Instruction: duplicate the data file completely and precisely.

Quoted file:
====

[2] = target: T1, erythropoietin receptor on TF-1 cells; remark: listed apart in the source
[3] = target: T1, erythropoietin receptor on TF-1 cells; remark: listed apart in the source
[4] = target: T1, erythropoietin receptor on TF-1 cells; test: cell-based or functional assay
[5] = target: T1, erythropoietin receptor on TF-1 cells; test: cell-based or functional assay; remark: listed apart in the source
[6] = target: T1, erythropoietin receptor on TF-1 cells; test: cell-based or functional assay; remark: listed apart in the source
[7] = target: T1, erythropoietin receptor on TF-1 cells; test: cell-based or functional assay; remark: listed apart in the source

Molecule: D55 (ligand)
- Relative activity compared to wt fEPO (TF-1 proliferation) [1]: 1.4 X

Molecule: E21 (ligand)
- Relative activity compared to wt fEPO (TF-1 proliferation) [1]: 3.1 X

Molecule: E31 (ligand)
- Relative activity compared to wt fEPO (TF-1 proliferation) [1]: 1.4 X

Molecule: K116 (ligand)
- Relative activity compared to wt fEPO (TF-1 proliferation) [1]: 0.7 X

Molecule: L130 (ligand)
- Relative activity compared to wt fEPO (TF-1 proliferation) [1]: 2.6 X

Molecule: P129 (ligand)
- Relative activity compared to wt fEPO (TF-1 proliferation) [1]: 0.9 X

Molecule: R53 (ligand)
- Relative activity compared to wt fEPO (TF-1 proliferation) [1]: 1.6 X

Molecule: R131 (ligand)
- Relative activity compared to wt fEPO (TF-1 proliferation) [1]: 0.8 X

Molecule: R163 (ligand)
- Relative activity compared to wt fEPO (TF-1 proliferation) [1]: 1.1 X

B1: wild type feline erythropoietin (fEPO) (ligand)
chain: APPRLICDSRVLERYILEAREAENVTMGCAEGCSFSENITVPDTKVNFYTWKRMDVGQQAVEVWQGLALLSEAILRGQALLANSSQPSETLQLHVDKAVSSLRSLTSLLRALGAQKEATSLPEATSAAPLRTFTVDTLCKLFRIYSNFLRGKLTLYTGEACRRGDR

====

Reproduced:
[2] = target: T1, erythropoietin receptor on TF-1 cells; remark: listed apart in the source
[3] = target: T1, erythropoietin receptor on TF-1 cells; remark: listed apart in the source
[4] = target: T1, erythropoietin receptor on TF-1 cells; test: cell-based or functional assay
[5] = target: T1, erythropoietin receptor on TF-1 cells; test: cell-based or functional assay; remark: listed apart in the source
[6] = target: T1, erythropoietin receptor on TF-1 cells; test: cell-based or functional assay; remark: listed apart in the source
[7] = target: T1, erythropoietin receptor on TF-1 cells; test: cell-based or functional assay; remark: listed apart in the source

Molecule: D55 (ligand)
- Relative activity compared to wt fEPO (TF-1 proliferation) [1]: 1.4 X

Molecule: E21 (ligand)
- Relative activity compared to wt fEPO (TF-1 proliferation) [1]: 3.1 X

Molecule: E31 (ligand)
- Relative activity compared to wt fEPO (TF-1 proliferation) [1]: 1.4 X

Molecule: K116 (ligand)
- Relative activity compared to wt fEPO (TF-1 proliferation) [1]: 0.7 X

Molecule: L130 (ligand)
- Relative activity compared to wt fEPO (TF-1 proliferation) [1]: 2.6 X

Molecule: P129 (ligand)
- Relative activity compared to wt fEPO (TF-1 proliferation) [1]: 0.9 X

Molecule: R53 (ligand)
- Relative activity compared to wt fEPO (TF-1 proliferation) [1]: 1.6 X

Molecule: R131 (ligand)
- Relative activity compared to wt fEPO (TF-1 proliferation) [1]: 0.8 X

Molecule: R163 (ligand)
- Relative activity compared to wt fEPO (TF-1 proliferation) [1]: 1.1 X

B1: wild type feline erythropoietin (fEPO) (ligand)
chain: APPRLICDSRVLERYILEAREAENVTMGCAEGCSFSENITVPDTKVNFYTWKRMDVGQQAVEVWQGLALLSEAILRGQALLANSSQPSETLQLHVDKAVSSLRSLTSLLRALGAQKEATSLPEATSAAPLRTFTVDTLCKLFRIYSNFLRGKLTLYTGEACRRGDR